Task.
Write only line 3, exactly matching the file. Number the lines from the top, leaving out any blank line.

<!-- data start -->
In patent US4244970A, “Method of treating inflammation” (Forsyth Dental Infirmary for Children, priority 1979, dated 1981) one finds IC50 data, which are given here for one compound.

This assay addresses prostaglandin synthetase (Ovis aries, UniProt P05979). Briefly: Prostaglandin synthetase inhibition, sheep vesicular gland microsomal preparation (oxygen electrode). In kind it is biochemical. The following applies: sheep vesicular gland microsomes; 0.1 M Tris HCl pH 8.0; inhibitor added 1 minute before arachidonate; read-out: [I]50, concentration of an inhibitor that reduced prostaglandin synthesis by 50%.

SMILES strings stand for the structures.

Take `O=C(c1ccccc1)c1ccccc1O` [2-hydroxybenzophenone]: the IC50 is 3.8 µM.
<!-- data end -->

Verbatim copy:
SMILES strings stand for the structures.